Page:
The Global Food Safety Initiative (GFSI) aims to improve food safety through industry collaboration and knowledge sharing by bringing representatives of the world’s biggest food companies, governments and standards owners together to discuss industry challenges.

Consumer trust has never been more important, which is why food safety is now top of the agenda for FMCG giants. Food quality scandals can pose serious reputational risks to brands and result in consumers looking elsewhere for their goods. Consumers are demanding more information about the products they buy, and technology is making this easier to achieve. But how should the food industry best leverage the latest technologies to meet and exceed consumer expectations? And on a global scale, how can technology help with the challenges that lie ahead?

Buzzwords like “blockchain” or “IoT” are appealing and ambitious concepts that can easily be misunderstood. But when applied to the food industry, they can all be used to serve the same end goal: achieving transparency. These concepts ultimately enable food businesses around the world to optimize their production. For example, they can monitor their supply chains and take action to improve the status quo, reduce food waste, improve food safety, or share more detailed information with consumers.

The conference also makes clear that consumers play a more important role than ever and two things are striking here: Changing behaviours and trust.

We are changing our habits: We’re eating on the go. We’re ordering in. We’re demanding “fresh,” “organic,” “local,” “healthy” foods. A global survey, initiated by Ecolab, identified five major trends that already influence food production:

  • Convenience: Online ordering and delivery from restaurants and grocery stores; meal ingredients delivered in meal kits; fully prepared meals ready to eat from the local grocery store
  • On-the-go eating for on-the-go lifestyles: Around the world, 30 percent of meals are eaten on the go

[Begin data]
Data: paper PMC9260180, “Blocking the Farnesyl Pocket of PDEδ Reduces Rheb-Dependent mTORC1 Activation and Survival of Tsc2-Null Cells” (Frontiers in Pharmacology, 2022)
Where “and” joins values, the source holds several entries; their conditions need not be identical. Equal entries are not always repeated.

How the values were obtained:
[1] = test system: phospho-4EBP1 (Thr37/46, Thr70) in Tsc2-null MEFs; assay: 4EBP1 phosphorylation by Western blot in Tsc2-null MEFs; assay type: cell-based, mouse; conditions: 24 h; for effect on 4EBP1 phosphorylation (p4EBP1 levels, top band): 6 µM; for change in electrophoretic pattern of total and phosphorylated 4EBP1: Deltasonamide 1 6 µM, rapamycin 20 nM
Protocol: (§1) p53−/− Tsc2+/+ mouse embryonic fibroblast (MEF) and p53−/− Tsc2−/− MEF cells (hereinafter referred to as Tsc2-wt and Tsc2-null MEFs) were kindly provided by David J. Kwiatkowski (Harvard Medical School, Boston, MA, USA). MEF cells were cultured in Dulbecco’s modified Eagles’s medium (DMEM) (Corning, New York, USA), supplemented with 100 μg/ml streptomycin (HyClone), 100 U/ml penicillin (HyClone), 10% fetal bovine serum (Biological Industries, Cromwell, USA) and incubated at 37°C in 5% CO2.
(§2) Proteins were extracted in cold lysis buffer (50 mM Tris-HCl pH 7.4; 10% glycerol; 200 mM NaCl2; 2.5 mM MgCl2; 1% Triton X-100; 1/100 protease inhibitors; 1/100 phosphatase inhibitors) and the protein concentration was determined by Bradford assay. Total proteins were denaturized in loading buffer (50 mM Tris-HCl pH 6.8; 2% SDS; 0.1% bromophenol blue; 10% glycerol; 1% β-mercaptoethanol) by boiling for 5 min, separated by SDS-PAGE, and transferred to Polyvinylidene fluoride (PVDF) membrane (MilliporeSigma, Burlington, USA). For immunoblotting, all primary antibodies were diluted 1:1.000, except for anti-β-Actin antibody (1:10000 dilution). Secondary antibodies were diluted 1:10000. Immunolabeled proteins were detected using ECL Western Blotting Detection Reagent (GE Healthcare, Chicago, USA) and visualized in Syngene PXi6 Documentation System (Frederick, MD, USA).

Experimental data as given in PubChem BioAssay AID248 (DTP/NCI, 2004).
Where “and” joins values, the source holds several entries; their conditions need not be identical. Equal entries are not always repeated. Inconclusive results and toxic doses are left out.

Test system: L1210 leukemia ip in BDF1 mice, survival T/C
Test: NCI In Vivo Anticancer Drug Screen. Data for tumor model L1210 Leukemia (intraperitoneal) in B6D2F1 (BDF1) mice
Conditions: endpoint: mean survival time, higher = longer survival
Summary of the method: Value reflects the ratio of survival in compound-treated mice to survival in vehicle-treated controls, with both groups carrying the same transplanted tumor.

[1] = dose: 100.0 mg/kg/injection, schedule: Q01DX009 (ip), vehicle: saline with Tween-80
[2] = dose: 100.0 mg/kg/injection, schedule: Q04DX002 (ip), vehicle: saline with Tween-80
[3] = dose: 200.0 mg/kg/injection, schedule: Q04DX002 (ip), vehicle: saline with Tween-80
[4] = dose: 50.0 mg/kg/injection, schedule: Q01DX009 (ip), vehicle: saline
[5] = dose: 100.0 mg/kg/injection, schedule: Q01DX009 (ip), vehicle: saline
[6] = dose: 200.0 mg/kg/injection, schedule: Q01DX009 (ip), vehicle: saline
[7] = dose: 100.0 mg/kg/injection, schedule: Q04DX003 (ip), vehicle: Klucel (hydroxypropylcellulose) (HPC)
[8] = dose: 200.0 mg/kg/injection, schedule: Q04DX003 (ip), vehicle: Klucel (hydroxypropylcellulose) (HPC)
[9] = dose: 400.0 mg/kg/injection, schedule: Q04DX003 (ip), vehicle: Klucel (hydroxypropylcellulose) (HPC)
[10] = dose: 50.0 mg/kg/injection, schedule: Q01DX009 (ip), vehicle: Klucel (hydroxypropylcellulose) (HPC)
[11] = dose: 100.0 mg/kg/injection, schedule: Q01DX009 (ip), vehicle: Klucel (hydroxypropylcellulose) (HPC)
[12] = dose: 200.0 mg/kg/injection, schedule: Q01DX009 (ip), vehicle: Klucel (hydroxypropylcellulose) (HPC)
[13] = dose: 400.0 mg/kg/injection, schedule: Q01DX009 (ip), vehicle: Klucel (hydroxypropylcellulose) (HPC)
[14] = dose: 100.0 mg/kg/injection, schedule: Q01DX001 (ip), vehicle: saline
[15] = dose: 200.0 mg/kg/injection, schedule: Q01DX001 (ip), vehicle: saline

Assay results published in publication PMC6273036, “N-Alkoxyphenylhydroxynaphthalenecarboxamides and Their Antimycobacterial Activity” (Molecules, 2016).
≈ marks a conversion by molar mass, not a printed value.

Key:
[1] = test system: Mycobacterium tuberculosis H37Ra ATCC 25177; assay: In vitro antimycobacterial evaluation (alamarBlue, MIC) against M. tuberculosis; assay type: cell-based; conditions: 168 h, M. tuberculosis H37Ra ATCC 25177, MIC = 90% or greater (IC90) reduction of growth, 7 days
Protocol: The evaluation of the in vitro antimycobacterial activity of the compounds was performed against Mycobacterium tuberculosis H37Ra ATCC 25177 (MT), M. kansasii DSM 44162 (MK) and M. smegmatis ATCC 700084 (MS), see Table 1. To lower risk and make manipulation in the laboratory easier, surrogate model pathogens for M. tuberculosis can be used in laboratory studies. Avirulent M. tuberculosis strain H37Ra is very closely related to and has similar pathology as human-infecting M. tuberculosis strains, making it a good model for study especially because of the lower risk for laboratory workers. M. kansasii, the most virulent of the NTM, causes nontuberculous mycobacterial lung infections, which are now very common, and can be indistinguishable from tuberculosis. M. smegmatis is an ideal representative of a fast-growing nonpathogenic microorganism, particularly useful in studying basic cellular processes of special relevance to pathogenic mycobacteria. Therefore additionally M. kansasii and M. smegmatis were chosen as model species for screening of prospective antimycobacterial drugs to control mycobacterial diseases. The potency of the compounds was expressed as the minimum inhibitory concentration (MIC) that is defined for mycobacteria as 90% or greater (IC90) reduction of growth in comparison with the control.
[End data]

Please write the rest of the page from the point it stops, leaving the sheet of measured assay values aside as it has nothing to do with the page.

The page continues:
• Fresh, local ingredients: Two-thirds of 4,600 diners surveyed in nine countries said fresh, local food is the most important factor in their choice of restaurant
  • Health and wellness: In a survey, more than 90 percent said healthy options were at least “somewhat important” in where and what to eat
  • Information and transparency: Consumers expect clear labelling. What ingredients are in the product? How was it grown and processed?

Our behaviour is also influenced by technology. We use technology to be informed and to share our experiences.  Empowered consumers are demanding not only high-quality, health-conscious products, but sustainable, ethical, and transparent sourcing and manufacturing practices. And we have a world of information at our fingertips informing and influencing our food choices. So we only buy and consume when we trust. Therefore, “trust” is another buzzword that achieves more importance. If we talk about “trust” we need to consider the following:

  • Building a foundation of trust with our consumers takes years to establish and can take only minutes to lose
  • Food is far more than a product or source of fuel. We use food to celebrate or to build relationships every day, in every culture 

As consumers we trust that our food has been sourced correctly, handled properly and prepared safely. If that trust is broken, it provokes a deeply personal reaction breaking our confidence. Organisations must fully commit to protecting this trust by embracing their own ethics and prioritising transparency both internally and externally.

So, if we produce food, what can we do to build and maintain trust? One of the best things to do is to put preventative measures in place before problems arise. These measures can be implemented through a combination of strategies:

  • Having a strong supplier management programme in place to mitigate health risks through the monitoring of perishable foods from supplier to your consumer
  • Having the right product inspection equipment installed that minimizes risks by a maximum and ensures compliance
  • Implementing adequate food safety and food culture training of your staff
  • Ensuring your product descriptions are accurate for consumers